Jan. 20, 2016
Why don’t more animals show off like peacocks?
When you marvel at the brilliant colors of a peacock’s tail or enjoy the trill of a songbird, you might pause to consider that those creatures’ ancestors probably didn’t have a lot of friends.
Many animals display visual or auditory cues that contain messages like, “I would be a desirable mate” or “I am very strong; don’t come into my territory.” Species that lack such “quality signals” – including humans, crows and dolphins – probably evolved in smaller social groups where everyone already knows what everyone else is like, according to Michael Sheehan, assistant professor of neurobiology and behavior.
Sheehan and Thore J. Bergman, associate professor of ecology and evolutionary biology at the University of Michigan, set forth this idea in an invited review that is the cover story in the January – February 2016 issue of the journal Behavioral Ecology.
“Judging rivals by their ornaments is sort of like judging a book by its cover. You’ll get some information about the book, but you’ll learn much more by reading it,” Sheehan said. “Animals that repeatedly interact with the same individuals essentially get a chance to ‘read the book’ and learn about their rivals.”
As species evolved, he said, quality signals and social recognition have been antagonistic, with selection depending on the social structure in which the animals lived. Evolving in small social groups favors social recognition over external signals.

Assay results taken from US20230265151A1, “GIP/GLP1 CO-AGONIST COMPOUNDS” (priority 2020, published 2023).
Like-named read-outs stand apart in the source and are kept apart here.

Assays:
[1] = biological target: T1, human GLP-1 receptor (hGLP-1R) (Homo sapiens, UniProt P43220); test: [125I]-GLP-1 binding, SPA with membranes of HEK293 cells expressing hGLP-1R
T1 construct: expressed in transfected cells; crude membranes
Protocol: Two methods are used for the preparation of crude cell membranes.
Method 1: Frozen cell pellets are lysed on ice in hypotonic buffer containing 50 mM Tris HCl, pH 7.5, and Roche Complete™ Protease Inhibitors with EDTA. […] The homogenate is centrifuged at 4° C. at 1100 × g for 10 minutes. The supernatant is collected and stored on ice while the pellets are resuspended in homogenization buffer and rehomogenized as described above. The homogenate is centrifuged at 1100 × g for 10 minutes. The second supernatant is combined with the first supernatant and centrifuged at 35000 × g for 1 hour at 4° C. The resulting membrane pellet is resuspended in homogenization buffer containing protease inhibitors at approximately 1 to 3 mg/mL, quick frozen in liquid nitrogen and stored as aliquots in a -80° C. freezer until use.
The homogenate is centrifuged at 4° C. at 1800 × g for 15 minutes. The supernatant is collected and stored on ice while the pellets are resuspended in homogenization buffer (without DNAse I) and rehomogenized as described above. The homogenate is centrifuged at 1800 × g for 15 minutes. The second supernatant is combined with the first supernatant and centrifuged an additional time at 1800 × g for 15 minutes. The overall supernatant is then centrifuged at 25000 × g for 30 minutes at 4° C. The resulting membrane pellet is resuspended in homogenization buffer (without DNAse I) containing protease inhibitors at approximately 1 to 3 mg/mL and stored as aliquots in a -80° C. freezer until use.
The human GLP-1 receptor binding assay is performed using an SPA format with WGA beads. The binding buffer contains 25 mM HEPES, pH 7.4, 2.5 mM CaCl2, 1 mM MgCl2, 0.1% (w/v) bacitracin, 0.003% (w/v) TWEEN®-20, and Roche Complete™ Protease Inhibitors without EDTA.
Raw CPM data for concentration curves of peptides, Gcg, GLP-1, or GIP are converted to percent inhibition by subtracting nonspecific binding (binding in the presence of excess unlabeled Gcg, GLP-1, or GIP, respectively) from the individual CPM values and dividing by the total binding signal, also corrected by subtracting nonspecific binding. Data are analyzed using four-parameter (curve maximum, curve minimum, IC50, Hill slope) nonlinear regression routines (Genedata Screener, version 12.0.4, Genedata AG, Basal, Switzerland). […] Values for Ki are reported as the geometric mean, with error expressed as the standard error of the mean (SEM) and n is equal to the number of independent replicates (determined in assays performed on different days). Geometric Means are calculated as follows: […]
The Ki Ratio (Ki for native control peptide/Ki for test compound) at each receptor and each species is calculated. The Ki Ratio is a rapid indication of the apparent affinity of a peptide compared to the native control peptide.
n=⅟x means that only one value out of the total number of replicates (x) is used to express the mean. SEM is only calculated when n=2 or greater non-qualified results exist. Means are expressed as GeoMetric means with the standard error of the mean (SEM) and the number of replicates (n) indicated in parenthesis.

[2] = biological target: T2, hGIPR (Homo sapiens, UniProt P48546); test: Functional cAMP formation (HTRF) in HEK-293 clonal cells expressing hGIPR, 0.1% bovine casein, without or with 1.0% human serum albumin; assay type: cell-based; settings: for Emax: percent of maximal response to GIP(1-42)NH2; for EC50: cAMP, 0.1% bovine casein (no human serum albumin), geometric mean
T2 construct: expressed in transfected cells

In a troop of baboons, everyone knows who the alpha male is. But Gelada monkeys that live in huge herds in the highlands of Ethiopia carry a bright red chest patch that indicates status. The Gelada chest patch is thought to act like a lion’s mane, advertising the strength of a male to unfamiliar rivals that might challenge him for his pride.
Each form of signaling requires an investment: It takes energy to grow a bigger mane or develop a more flexible vocal system, but social recognition requires more learning, which is energetically costly too. Experiments with fruit flies have shown that flies that had to learn a task died quicker when later placed under stress. The benefits of the signaling system have to outweigh the costs both for senders and receivers as traits co-evolve.
“What this broadly tells us is why some animals are so brilliantly decorated and have invested a lot in display,” Sheehan said, “and why social species lack these designs. We might notice [physical] things about a species that would give some sense of their social system, and if you know their social system you could predict their signaling.”
It’s not an all-or-nothing game, the co-authors point out. For example, when a songbird establishes its territory, quality signaling plays a major role. But birds typically learn about their territorial neighbors and then depend on individual recognition instead of quality signals. In the case of the Gelada’s chest patch and lion’s mane, the message is likely meant just for unfamiliar rival males.
“Humans are an interesting case,” Sheehan noted. “Cultural adaptation may have outpaced biological adaptation.” We evolved to use social interaction, but we have incorporated quality signals into the culture, from military uniforms to the number of windows in an office.
This way of thinking opens new ideas to explore, the co-authors said. The development of quality signals might predispose a species to move away from living in small social groups, and vice versa.
The journal article will be followed by extensive commentary and discussion, Sheehan said. “It’s a way of thinking about this but still largely untested,” he said.
The various authors have been supported by the National Institutes of Health, the National Science Foundation and the University of Michigan.